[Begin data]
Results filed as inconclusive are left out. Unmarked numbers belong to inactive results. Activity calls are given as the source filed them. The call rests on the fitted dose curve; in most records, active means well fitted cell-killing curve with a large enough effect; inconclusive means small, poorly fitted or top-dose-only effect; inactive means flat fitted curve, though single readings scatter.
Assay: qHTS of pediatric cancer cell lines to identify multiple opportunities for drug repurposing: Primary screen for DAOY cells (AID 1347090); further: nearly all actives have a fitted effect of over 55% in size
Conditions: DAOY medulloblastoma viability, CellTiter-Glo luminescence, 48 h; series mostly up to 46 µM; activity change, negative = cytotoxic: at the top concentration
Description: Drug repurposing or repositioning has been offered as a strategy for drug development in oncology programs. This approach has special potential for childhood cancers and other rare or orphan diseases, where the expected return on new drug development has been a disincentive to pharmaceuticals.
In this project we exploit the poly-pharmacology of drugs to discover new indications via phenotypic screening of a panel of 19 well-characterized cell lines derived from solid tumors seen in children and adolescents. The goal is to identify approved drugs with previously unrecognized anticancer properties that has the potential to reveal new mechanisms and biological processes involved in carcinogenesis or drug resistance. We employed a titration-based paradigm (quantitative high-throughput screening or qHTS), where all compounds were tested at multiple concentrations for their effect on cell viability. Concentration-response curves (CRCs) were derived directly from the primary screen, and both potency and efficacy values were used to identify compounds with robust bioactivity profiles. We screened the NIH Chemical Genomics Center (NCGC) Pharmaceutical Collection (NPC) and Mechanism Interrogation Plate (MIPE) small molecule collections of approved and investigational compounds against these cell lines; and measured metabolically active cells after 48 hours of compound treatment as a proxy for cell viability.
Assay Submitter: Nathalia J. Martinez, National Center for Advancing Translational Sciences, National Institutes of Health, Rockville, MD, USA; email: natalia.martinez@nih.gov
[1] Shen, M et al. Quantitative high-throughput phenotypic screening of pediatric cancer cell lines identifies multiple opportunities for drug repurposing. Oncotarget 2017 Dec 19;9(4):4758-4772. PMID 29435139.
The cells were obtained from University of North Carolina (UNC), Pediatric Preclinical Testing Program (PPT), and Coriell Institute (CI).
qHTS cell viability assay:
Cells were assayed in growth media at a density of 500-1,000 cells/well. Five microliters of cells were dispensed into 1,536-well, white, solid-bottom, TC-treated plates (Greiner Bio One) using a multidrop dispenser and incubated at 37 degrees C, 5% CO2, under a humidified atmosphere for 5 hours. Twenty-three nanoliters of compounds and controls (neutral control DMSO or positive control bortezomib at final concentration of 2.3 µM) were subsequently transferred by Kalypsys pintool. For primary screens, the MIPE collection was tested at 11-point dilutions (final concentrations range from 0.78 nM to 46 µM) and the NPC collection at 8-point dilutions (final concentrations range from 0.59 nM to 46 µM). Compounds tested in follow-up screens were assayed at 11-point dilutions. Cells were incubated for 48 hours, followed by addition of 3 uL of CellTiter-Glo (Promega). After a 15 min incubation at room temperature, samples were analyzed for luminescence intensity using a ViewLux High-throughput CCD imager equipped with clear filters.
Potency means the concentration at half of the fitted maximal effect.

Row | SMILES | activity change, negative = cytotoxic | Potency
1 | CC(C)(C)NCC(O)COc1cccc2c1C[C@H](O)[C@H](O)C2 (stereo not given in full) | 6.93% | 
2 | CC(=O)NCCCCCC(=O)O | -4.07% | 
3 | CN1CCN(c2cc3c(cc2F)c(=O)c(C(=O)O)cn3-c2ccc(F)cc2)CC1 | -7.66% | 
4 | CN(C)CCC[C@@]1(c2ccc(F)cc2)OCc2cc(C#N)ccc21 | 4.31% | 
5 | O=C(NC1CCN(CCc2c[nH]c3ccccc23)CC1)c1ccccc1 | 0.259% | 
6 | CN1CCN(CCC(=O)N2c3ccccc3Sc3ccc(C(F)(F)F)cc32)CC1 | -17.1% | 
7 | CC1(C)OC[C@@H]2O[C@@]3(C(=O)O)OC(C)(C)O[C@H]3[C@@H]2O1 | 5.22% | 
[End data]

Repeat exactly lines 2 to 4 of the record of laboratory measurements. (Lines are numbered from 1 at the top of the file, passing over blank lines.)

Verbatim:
Assay: qHTS of pediatric cancer cell lines to identify multiple opportunities for drug repurposing: Primary screen for DAOY cells (AID 1347090); further: nearly all actives have a fitted effect of over 55% in size
Conditions: DAOY medulloblastoma viability, CellTiter-Glo luminescence, 48 h; series mostly up to 46 µM; activity change, negative = cytotoxic: at the top concentration
Description: Drug repurposing or repositioning has been offered as a strategy for drug development in oncology programs. This approach has special potential for childhood cancers and other rare or orphan diseases, where the expected return on new drug development has been a disincentive to pharmaceuticals.